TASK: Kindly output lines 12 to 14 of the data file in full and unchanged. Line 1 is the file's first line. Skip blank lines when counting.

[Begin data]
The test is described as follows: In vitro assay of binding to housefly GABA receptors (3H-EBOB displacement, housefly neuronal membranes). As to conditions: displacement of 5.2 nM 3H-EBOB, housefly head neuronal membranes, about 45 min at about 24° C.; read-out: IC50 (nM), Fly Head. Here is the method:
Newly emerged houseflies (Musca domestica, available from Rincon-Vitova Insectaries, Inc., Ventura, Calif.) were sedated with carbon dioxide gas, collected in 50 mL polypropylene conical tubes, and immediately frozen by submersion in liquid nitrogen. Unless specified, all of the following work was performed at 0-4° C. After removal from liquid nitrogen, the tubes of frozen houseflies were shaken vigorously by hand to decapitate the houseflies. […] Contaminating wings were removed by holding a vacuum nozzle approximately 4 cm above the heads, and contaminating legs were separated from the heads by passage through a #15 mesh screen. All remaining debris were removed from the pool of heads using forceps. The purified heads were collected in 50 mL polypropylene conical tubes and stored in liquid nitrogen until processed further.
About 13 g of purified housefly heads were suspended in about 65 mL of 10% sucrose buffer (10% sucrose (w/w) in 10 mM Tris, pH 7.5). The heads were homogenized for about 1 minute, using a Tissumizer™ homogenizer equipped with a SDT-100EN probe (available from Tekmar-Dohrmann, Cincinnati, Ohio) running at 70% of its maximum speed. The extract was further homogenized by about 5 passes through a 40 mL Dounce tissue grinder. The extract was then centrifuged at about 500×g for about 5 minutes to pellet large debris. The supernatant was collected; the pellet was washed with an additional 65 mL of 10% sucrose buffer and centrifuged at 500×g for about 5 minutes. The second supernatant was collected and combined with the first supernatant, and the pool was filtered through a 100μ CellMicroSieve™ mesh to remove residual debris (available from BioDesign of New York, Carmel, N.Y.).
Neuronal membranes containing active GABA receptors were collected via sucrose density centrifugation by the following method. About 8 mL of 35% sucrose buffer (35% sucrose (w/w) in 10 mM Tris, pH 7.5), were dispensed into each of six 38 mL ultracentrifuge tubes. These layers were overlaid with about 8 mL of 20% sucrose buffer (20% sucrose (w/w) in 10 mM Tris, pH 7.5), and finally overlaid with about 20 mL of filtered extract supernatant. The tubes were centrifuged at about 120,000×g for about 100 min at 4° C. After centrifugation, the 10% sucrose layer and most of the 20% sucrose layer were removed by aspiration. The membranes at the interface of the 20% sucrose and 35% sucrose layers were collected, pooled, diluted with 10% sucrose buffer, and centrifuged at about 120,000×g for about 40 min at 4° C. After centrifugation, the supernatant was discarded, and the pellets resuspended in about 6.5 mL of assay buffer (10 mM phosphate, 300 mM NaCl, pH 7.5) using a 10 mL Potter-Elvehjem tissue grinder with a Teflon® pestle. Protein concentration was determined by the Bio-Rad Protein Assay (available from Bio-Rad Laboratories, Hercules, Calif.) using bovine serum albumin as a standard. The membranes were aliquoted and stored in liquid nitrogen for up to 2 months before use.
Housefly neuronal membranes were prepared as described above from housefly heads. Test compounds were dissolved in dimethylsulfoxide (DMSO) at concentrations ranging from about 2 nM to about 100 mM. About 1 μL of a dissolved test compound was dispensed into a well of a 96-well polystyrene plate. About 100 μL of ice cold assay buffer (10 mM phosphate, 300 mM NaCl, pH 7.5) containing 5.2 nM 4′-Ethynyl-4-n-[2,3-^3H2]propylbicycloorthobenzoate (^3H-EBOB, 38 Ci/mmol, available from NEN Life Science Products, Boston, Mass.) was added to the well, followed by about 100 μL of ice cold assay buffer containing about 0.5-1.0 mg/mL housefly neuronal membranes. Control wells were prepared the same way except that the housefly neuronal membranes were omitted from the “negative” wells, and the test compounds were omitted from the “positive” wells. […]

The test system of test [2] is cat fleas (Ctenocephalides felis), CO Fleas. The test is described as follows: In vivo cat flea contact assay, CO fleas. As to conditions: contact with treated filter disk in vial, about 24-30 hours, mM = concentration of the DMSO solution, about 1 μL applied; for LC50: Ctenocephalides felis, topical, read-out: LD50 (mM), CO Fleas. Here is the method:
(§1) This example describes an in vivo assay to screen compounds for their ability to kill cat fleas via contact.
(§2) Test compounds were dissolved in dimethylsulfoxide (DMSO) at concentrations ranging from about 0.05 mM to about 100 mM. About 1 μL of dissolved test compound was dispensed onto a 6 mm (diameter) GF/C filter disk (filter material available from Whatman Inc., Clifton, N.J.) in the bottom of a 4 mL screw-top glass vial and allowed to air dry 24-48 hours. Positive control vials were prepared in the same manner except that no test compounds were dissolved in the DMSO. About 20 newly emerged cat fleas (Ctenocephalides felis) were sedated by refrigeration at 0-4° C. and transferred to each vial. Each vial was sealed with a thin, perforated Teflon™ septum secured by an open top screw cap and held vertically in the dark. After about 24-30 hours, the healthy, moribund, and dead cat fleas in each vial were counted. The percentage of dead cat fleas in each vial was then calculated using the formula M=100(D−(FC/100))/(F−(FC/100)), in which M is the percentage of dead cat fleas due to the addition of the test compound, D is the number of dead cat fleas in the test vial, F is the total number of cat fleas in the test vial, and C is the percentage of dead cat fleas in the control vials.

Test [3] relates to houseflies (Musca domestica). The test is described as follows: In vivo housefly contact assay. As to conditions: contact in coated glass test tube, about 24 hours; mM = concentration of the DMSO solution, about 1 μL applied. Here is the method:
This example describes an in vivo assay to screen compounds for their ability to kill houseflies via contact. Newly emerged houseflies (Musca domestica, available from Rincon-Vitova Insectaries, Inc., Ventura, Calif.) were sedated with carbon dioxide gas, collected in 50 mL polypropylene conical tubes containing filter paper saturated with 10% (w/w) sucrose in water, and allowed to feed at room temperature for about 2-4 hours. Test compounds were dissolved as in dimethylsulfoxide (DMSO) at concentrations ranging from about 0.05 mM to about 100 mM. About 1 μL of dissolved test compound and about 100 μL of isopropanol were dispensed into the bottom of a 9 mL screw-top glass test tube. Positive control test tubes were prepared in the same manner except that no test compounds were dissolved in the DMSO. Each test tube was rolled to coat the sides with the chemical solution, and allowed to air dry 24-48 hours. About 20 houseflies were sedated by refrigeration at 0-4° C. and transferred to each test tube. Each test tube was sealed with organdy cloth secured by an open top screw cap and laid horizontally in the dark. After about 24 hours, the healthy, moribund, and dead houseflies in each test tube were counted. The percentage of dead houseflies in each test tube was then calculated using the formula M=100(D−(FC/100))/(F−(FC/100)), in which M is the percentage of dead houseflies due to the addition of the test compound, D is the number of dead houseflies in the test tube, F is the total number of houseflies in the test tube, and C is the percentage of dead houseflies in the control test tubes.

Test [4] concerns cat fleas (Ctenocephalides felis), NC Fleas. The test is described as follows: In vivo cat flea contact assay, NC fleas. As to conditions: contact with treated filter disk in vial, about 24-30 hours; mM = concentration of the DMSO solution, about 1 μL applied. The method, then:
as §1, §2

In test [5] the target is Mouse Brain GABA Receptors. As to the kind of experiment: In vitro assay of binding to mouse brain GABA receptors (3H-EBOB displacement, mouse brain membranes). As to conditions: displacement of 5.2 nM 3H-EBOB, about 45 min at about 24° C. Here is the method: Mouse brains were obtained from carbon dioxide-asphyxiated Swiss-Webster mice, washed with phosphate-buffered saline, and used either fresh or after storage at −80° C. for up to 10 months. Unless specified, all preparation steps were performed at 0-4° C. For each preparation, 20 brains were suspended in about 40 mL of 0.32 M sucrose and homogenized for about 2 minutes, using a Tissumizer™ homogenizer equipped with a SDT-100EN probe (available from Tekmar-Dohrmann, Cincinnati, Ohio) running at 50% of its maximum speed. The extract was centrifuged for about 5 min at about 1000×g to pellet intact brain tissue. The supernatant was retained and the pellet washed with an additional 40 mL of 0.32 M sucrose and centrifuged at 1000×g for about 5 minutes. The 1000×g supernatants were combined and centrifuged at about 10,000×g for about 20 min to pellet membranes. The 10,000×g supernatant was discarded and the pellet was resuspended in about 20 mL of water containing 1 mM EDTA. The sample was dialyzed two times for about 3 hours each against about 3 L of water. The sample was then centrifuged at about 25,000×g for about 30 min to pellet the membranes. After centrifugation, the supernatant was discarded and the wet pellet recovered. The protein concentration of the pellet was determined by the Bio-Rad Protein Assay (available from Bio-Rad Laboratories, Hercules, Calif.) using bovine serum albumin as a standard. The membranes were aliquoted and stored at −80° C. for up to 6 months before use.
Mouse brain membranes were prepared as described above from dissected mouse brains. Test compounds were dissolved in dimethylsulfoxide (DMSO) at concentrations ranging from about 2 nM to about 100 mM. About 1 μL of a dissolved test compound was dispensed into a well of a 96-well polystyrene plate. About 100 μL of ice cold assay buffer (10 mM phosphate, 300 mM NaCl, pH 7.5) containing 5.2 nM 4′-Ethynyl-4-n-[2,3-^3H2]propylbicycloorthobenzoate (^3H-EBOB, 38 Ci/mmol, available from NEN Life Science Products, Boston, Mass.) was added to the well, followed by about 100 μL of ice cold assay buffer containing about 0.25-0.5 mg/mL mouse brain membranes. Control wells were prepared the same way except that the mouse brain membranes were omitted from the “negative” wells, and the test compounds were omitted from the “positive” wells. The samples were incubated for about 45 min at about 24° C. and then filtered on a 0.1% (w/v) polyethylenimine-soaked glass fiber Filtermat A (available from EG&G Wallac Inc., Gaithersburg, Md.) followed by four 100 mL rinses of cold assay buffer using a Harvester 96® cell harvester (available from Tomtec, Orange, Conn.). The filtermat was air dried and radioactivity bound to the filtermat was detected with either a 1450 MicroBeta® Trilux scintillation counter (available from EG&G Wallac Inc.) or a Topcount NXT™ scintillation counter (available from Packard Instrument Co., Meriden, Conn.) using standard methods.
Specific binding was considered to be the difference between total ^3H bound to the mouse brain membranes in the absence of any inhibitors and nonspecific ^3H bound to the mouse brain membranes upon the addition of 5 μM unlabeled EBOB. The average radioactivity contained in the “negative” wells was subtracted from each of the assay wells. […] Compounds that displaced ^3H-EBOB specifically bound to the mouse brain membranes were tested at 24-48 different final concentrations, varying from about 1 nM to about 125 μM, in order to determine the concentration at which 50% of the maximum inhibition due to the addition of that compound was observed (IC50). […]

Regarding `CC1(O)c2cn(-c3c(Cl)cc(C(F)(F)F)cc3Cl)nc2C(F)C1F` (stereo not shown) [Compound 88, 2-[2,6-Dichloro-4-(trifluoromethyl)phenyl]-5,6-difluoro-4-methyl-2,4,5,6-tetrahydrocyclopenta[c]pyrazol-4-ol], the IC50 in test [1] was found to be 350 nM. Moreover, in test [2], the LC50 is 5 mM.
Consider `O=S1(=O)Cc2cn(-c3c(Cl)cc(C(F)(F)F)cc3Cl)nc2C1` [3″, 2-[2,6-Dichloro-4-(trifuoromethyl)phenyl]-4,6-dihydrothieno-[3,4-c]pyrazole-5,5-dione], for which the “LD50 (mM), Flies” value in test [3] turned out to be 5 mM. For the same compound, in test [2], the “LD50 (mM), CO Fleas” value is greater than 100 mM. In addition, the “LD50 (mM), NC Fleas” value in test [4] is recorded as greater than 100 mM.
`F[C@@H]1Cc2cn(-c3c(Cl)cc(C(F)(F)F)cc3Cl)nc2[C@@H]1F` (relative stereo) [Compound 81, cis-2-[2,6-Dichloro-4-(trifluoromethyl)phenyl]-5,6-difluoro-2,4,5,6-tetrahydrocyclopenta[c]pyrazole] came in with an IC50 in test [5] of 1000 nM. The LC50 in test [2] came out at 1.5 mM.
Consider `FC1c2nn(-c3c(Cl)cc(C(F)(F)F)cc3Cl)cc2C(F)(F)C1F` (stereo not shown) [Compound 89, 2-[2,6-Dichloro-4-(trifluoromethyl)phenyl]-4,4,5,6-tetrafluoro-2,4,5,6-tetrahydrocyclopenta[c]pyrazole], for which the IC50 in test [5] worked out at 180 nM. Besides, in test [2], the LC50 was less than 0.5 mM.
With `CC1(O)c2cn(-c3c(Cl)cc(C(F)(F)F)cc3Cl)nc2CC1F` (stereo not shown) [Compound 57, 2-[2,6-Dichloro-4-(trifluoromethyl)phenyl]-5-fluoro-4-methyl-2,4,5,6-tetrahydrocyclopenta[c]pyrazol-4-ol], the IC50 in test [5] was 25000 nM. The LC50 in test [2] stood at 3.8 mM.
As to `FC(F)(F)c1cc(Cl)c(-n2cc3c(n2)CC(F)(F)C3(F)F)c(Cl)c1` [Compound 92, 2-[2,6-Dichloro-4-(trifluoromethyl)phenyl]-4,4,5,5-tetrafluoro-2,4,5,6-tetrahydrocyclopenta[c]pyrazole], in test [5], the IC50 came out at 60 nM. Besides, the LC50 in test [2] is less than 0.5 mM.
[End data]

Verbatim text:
as §1, §2

In test [5] the target is Mouse Brain GABA Receptors. As to the kind of experiment: In vitro assay of binding to mouse brain GABA receptors (3H-EBOB displacement, mouse brain membranes). As to conditions: displacement of 5.2 nM 3H-EBOB, about 45 min at about 24° C. Here is the method: Mouse brains were obtained from carbon dioxide-asphyxiated Swiss-Webster mice, washed with phosphate-buffered saline, and used either fresh or after storage at −80° C. for up to 10 months. Unless specified, all preparation steps were performed at 0-4° C. For each preparation, 20 brains were suspended in about 40 mL of 0.32 M sucrose and homogenized for about 2 minutes, using a Tissumizer™ homogenizer equipped with a SDT-100EN probe (available from Tekmar-Dohrmann, Cincinnati, Ohio) running at 50% of its maximum speed. The extract was centrifuged for about 5 min at about 1000×g to pellet intact brain tissue. The supernatant was retained and the pellet washed with an additional 40 mL of 0.32 M sucrose and centrifuged at 1000×g for about 5 minutes. The 1000×g supernatants were combined and centrifuged at about 10,000×g for about 20 min to pellet membranes. The 10,000×g supernatant was discarded and the pellet was resuspended in about 20 mL of water containing 1 mM EDTA. The sample was dialyzed two times for about 3 hours each against about 3 L of water. The sample was then centrifuged at about 25,000×g for about 30 min to pellet the membranes. After centrifugation, the supernatant was discarded and the wet pellet recovered. The protein concentration of the pellet was determined by the Bio-Rad Protein Assay (available from Bio-Rad Laboratories, Hercules, Calif.) using bovine serum albumin as a standard. The membranes were aliquoted and stored at −80° C. for up to 6 months before use.
Mouse brain membranes were prepared as described above from dissected mouse brains. Test compounds were dissolved in dimethylsulfoxide (DMSO) at concentrations ranging from about 2 nM to about 100 mM. About 1 μL of a dissolved test compound was dispensed into a well of a 96-well polystyrene plate. About 100 μL of ice cold assay buffer (10 mM phosphate, 300 mM NaCl, pH 7.5) containing 5.2 nM 4′-Ethynyl-4-n-[2,3-^3H2]propylbicycloorthobenzoate (^3H-EBOB, 38 Ci/mmol, available from NEN Life Science Products, Boston, Mass.) was added to the well, followed by about 100 μL of ice cold assay buffer containing about 0.25-0.5 mg/mL mouse brain membranes. Control wells were prepared the same way except that the mouse brain membranes were omitted from the “negative” wells, and the test compounds were omitted from the “positive” wells. The samples were incubated for about 45 min at about 24° C. and then filtered on a 0.1% (w/v) polyethylenimine-soaked glass fiber Filtermat A (available from EG&G Wallac Inc., Gaithersburg, Md.) followed by four 100 mL rinses of cold assay buffer using a Harvester 96® cell harvester (available from Tomtec, Orange, Conn.). The filtermat was air dried and radioactivity bound to the filtermat was detected with either a 1450 MicroBeta® Trilux scintillation counter (available from EG&G Wallac Inc.) or a Topcount NXT™ scintillation counter (available from Packard Instrument Co., Meriden, Conn.) using standard methods.